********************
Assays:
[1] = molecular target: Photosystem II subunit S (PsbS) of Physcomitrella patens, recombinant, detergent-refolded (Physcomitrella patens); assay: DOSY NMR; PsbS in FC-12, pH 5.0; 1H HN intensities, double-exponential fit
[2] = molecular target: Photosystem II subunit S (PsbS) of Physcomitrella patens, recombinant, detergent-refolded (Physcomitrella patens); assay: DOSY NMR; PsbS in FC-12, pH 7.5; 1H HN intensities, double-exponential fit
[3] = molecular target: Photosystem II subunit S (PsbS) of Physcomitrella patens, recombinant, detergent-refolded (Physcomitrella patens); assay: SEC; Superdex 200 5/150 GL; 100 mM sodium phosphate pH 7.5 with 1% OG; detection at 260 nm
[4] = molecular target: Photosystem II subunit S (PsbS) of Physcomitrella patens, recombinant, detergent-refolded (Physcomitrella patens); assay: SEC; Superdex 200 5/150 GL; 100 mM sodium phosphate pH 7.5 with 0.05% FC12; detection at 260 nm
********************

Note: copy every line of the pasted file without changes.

Assays:
[1] = molecular target: Photosystem II subunit S (PsbS) of Physcomitrella patens, recombinant, detergent-refolded (Physcomitrella patens); assay: DOSY NMR; PsbS in FC-12, pH 5.0; 1H HN intensities, double-exponential fit
[2] = molecular target: Photosystem II subunit S (PsbS) of Physcomitrella patens, recombinant, detergent-refolded (Physcomitrella patens); assay: DOSY NMR; PsbS in FC-12, pH 7.5; 1H HN intensities, double-exponential fit
[3] = molecular target: Photosystem II subunit S (PsbS) of Physcomitrella patens, recombinant, detergent-refolded (Physcomitrella patens); assay: SEC; Superdex 200 5/150 GL; 100 mM sodium phosphate pH 7.5 with 1% OG; detection at 260 nm
[4] = molecular target: Photosystem II subunit S (PsbS) of Physcomitrella patens, recombinant, detergent-refolded (Physcomitrella patens); assay: SEC; Superdex 200 5/150 GL; 100 mM sodium phosphate pH 7.5 with 0.05% FC12; detection at 260 nm